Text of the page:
Claire Aldous, Food Editor
Fiction: Pomegranate Soup by Marsha Mehran
Three sisters flee Iran and settle in Ireland, thinking that the past will be left well behind them. They encounter mixed reactions from locals when they open an exotic pastry shop. Some are affronted, others become ardent supporters. The recipes add an extra dimension to this book.
Non-fiction: SIMPLE by Yotam Ottolenghi
Anything by Yotam has a place on my bookshelf and in the kitchen. A must-buy for anyone who enjoys cooking.
Maria Hoyle, Writer/Sub Editor
Non-fiction:Blood, Bones and Butterby Gabrielle Hamilton
This memoir ‘of a reluctant chef’ traces, with immense wit and flair, her journey from rural childhood (filled with her bohemian parents’ parties and her French mother’s incredible food), to neglected young teen – who had, for a whole summer, to fend for herself – through to her triumphant finale as owner of celebrated New York eatery Prune. Moving, entertaining, truly devourable.
Fiction:The Gypsy Tea Room by Nicky Pellegrino
For a good month after reading this charming tale, set in a small Italian town, at every opportunity I embraced my inner Raffaella. She's the beautiful (of course) protagonist – whipping up herb-laden pastas and adding rustic flourishes to every meal. The ultimate beach read.
Sacha Wackrow, Art Director
Fiction:The Coincidence of Coconut Cake by Amy E. Reichert
It’s light, quirky, charming and an oh-so sweet romantic comedy of mistaken identity and bringing people together with food. The perfect holiday read that will leave you with a smile.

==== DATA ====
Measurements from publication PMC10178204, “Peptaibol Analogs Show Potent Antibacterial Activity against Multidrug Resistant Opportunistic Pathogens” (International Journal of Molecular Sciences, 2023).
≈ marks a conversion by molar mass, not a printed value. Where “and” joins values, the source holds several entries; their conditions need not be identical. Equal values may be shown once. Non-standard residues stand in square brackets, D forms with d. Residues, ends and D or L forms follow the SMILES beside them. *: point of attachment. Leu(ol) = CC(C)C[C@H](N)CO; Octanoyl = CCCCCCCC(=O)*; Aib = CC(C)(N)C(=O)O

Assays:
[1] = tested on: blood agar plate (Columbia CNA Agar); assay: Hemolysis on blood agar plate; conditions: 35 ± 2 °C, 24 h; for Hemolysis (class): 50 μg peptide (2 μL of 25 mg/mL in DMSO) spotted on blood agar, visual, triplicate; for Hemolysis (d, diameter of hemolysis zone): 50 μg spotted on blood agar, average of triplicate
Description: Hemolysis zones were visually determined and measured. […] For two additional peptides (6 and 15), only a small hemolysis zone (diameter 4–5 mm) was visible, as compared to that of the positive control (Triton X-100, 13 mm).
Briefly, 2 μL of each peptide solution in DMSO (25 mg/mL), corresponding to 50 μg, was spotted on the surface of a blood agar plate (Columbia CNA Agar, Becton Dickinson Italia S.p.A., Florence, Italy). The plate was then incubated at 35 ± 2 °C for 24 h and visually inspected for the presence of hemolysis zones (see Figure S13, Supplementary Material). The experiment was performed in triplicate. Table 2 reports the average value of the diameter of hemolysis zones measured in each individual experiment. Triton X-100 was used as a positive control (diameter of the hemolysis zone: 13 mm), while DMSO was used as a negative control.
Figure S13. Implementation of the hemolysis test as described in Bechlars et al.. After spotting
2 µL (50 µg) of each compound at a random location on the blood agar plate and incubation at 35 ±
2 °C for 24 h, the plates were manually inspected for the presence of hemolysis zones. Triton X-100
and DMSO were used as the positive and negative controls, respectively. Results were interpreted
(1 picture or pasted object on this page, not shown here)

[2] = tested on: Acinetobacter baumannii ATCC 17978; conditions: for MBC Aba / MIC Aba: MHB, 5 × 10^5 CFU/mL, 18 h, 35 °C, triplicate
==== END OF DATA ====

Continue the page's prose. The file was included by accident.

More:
Non-fiction: The Healthy Lifeby Jessica Sepel
This was gifted to me and it's now my most used recipe and reference book. As someone with food intolerances, I’ve found this book wonderful. It’s taught me a lot about nutrition and how to practically apply ideas and principles to my life. I learnt how to feel good, without believing I constantly need to go on a fad diet.
Isabeau Brimeau, Digital Editor
Fiction: Charlie and the Chocolate Factory by Roald Dahl
I know it's classed as a children's book but it's an absolute classic. Apparently Roald Dahl actually wrote his books for adults, as he wasn't the biggest fan of children. While I'm here I might as well mention one of Mr Dahl's other books – James and the Giant Peach. This is also deserving of a spot on your bookshelf.
Non-fiction: A Fork in the Road by Lonely Planet
I love cookbooks but this compilation of short stories, from chefs and food writers around the world, really stands out for me. I first spotted this Lonely Planet book while working at Whitcoulls, in my last year of university. After picking it up many times I finally bought it. Each recount involves food, often travel-related. Transport yourself around the globe through funny, interesting and inspiring memories of those with an undeniable passion for food.
Sarah Tuck, Contributor
Fiction: Chocolat by Joanne Harris
The story of an alluring and mysterious woman who upsets the locals in a small, religious French town by opening a decadent chocolate shop. The magic of food and the way it changes people's lives is delicious. And the 2000 movie with gorgeous Juliet Binoche and Johnny Depp is stunning too.
Non-fiction: Polpo: A Venetian Cookbook (of Sorts) by Russell Norman
Packed with delicious, authentic, easy Italian recipes, I absolutely adore this book. I feel like am recreating 'Italy-at-home' whenever I use it.
Kelly Gibney, Contributor
Non-fiction: Kitchen Confidential by Anthony Bourdain
Though it’s not a new book at all I would heartily recommend reading (or rereading) this. Since his tragic passing, I’ve felt nostalgic for this brilliant book that perfectly captures the madness, camaraderie and genius of those who choose to work in food. I’ve loved it since I first read it a decade ago.
Non-fiction: The Modern Cook's Year by Anna Jones
So many fresh, simple but evocative dishes. She has a warm and chatty writing style I just love.